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Miscellaneous VHDL Issues

:
Variables, Global Variables, Conditional Signal
Assignments, Complete/Incomplete Ifs, Latch
Synthesis, FF Synthesis
Shantanu Dutt
UIC
Acknowledgements: LRS - UNI Erlangen-Nuremberg
(http://www.vhdl-online.de/)
© LRS - UNI Erlangen-Nuremberg
2.6.14 Use of Variables







•Intermediate results of algorithm implementations
•signal to variable assignment
•execution of algorithm
•variable to signal assignment
•No access to variable values outside their process
•Variables store their value until the next process
call
• Variables are especially suited for the implementation of algorithms. Usually, the
signal values are copied into variables before the algorithm is carried out. The result is
assigned to a signal again afterwards. Variables keep their value from one process
call to the next, i.e.if a variable is read before a value has been assigned, the variable
will have to show storage behaviour. That means it will have to be synthesized to a
latch or flip-flop respectively.
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2.6.15 Variables: Example
entity PARITY is
port (DATA: in bit_vector (3 downto
0);
ODD : out bit);
end PARITY;


architecture RTL of PARITY is
begin
process (DATA)
variable TMP : bit;
begin
TMP := `0`;

for I in DATA`low to DATA`high l
oop
TMP := TMP xor DATA(I);
end loop;

ODD <= TMP;
end process;
end RTL;


Synthesis result:
• In the example a further difference between signals and variables is shown. While a (scalar) signal can
always be associated with a line, this is not valid for variables. In the example the for loop is executed four
times. Each time the variable TMP describes a different line of the resulting hardware. The different lines
are the outputs of the corresponding XOR gates.
• This also shows that the synthesis tools cannot figure out that XOR is assocative, and thus a tree-type
circuit with log n delay (instead of the n-delay linear circuit shown above) can be synthesized. Such
sophisticated designs have to be developed by the designer using his/her ingenuity and analytical skills,
and in case of VHDL, code the design in a structural manner.
• In VHDL 93, global variables are allowed. These variables are not only visible within a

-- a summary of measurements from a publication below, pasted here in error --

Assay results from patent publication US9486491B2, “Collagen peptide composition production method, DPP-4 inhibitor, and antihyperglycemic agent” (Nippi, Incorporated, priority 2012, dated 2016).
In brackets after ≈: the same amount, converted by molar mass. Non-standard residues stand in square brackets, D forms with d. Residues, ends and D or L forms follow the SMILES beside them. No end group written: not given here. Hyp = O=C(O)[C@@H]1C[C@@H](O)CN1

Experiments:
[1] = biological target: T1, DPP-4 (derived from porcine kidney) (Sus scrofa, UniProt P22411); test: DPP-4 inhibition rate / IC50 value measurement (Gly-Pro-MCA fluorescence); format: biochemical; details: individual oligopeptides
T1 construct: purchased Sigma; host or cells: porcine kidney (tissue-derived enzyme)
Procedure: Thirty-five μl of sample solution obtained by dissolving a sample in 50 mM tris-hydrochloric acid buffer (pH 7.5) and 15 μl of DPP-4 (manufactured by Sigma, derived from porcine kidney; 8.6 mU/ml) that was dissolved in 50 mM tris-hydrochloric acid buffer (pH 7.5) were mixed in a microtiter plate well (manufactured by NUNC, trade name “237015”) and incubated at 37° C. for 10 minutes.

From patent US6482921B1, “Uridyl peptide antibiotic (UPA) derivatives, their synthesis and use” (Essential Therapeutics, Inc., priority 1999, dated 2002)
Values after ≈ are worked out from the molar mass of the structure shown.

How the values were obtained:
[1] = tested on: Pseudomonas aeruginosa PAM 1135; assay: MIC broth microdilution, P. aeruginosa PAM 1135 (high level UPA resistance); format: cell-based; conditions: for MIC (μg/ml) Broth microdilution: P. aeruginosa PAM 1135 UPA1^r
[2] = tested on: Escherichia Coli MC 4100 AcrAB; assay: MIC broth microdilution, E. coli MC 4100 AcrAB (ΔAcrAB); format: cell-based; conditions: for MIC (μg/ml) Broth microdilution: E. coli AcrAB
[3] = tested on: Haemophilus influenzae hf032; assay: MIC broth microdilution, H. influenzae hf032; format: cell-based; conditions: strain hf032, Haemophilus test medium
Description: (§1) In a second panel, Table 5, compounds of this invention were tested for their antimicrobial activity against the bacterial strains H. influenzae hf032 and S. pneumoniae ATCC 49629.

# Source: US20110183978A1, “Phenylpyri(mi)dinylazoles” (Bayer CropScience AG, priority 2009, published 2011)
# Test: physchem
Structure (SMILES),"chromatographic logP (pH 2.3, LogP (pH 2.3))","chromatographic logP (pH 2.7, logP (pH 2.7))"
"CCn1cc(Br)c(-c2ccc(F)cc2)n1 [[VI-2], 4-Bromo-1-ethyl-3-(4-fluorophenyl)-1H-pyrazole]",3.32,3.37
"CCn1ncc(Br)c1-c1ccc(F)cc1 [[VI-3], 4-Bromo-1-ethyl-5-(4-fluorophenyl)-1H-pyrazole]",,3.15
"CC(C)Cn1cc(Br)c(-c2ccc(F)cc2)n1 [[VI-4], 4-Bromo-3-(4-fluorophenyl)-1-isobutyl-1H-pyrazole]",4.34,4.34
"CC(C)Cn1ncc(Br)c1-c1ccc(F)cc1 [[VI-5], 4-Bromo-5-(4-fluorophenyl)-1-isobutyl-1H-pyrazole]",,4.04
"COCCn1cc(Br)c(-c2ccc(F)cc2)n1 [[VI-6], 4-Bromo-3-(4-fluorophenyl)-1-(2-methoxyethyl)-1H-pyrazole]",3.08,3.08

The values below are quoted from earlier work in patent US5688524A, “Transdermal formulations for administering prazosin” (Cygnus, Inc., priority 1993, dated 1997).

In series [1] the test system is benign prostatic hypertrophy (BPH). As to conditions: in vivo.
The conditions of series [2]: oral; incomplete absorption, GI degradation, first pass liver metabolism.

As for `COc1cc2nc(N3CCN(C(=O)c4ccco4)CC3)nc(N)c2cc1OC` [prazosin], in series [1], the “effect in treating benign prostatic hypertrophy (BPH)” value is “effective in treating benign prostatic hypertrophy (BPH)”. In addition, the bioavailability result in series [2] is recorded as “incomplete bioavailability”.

process but within the entire architecture. The problem may occur, that two processes assign
a different value to a global variable at the same time. It is not clear then, which of these
processes assigns the value to the variable last. This can lead to a non-deterministic
behaviour!
• In synthesizable VHDL code global variables must not be used.
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2.6.16 Global Variables (VHDL'93)





architecture BEHAVE of SHARED is
shared variable S : integer;
begin
process (A, B)
begin
S := A + B;
end process;

process (A, B)
begin
S := A - B;
end process;
end BEHAVE;

• Accessible by all processes of an
architecture
(shared variables)
• Can introduce non-determinism

Not to be used in synthesizable code
• All statements within architectures are executed concurrently. While it is possible to use
VHDL processes as the only concurrent statement, the necessary overhead (process, begin,
end, sensitivity list) lets designer look for alternatives when the sequential behaviour of
processes is not needed.
• The signal assignment statement was the first VHDL statement to be introduced. The signal
on the left side of the assignment operator '<=' receives a new value whenever a signal on the
right side changes. The new value stems from another signal in the most simple case (i.e.
when an intermediate signal is necessary to match different port modes) or can be calculated
from a number of signals.
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2.7 Concurrent Statements
• Concurrent statements are exectuted at the
same time, independent of the order in
which they appear
• The signal assignment can be extended by the specification of conditions. The condition is
appended after the new value and is introduced by the keyword ' when '. The keyword ' else '
is also strictly necessary after each condition as an unconditional signal assigment has to be
present. Consequently, it is not possible to generate storage elements with an conditional
signal assignment (since an earlier value on the signal is not implicitly retained—the
unconditional else covers all possible cases of the conditions). Otherwise the behaviour is